Jean Jouzel is a world-renowned paleoclimatologist and from 2002 to 2015 was Vice-Chairman of the Scientific Committee of the Intergovernmental Panel on Climate Change (IPCC). Recipient of numerous scientific awards, he received, in 2002 with Claude Lorius, the CNRS Gold Medal and, in 2012 with Susan Salomon, the Vetlesen Prize, the Earth and Universe Sciences Prize, considered to be the equivalent of the Nobel Prize for these fields. Today, the Covid-19 pandemic and its health, but also economic and social consequences, give him hope that the future recovery will be greener and provide the opportunity to invent a more sustainable development model. Portrait of a man of commitments.
His first commitment is to research. “I graduated from the Ecole de Chimie de Lyon at the age of 21, and “I didn’t see myself pursuing a career as an engineer in the business world,” he says. So it was only natural that he accepted the subject of his thesis — the study of sulphur isotopes — proposed by Étienne Roth, head of the stable isotopes department at the French Atomic Energy Commission (CEA) at Saclay (Essonne). Incidentally, this enabled him to get closer to his native Brittany.
On his arrival at the CEA — his second commitment, as he had spent his entire research career there — Étienne Roth offered him the opportunity to work on hail formation. Jean Jouzel let himself be convinced, admitting “to have fallen, during his thesis in love with hail, snow and ice”. A passion that would never leave him and which he shared with Claude Lorius. At the beginning of the 1980s, in partnership with the Grenoble glaciology team and the Soviet scientists, they decided to study the ice cores from the Vostok research base in Antarctica. This was to lead to a major discovery a few years later. “In 1987, we had 160 000 years of archives. At the CEA, we analysed the isotopic content of the ice, while our colleagues in Grenobles were interested in the carbon dioxide content of the small air bubbles”.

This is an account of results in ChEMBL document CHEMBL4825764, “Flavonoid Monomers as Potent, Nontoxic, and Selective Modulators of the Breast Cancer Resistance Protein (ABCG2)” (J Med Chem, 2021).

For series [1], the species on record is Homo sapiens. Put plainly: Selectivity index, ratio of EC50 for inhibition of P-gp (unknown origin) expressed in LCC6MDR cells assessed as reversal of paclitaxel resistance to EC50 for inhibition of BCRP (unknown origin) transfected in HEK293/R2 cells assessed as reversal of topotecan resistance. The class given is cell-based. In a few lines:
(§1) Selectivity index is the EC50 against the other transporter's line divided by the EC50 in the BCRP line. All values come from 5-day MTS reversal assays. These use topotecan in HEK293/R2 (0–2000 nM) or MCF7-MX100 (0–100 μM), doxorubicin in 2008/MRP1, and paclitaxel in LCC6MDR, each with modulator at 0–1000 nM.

“In particular, this made it possible to establish the link between greenhouse gases and climate,” he explains. This was followed in 1987 by three articles that made the headlines in Nature and marked a turning point in the discipline, but also in the perception of the climate change issues by both the media and the general public.
Another major discovery, in 1992, this time in Greenland, was what is known as the “climate surprise”, in other words the rapid variation in temperature, which led to an evolution in his research. “We realised that the study of the past climate could provide relevant elements for the analysis of the future climate,” emphasises Jean Jouzel, before adding: “We now know, for example, that 125 000 years ago, with a temperature 1 to 2°C higher than today, the sea level rose by 7 to 10 metres” From then on, research and awareness accelerated.
As the first French expert to join the IPCC, in 1993, he has been involved in the drafting of four out of five reports published to date.
His final commitment is his involvement in public debate, particularly with young people in schools, high schools… “Young people are the first to be concerned by the issue of climate change. Without their mobilisation, the question risks disappearing from radar screens of public authorities”, concludes Jean Jouzel.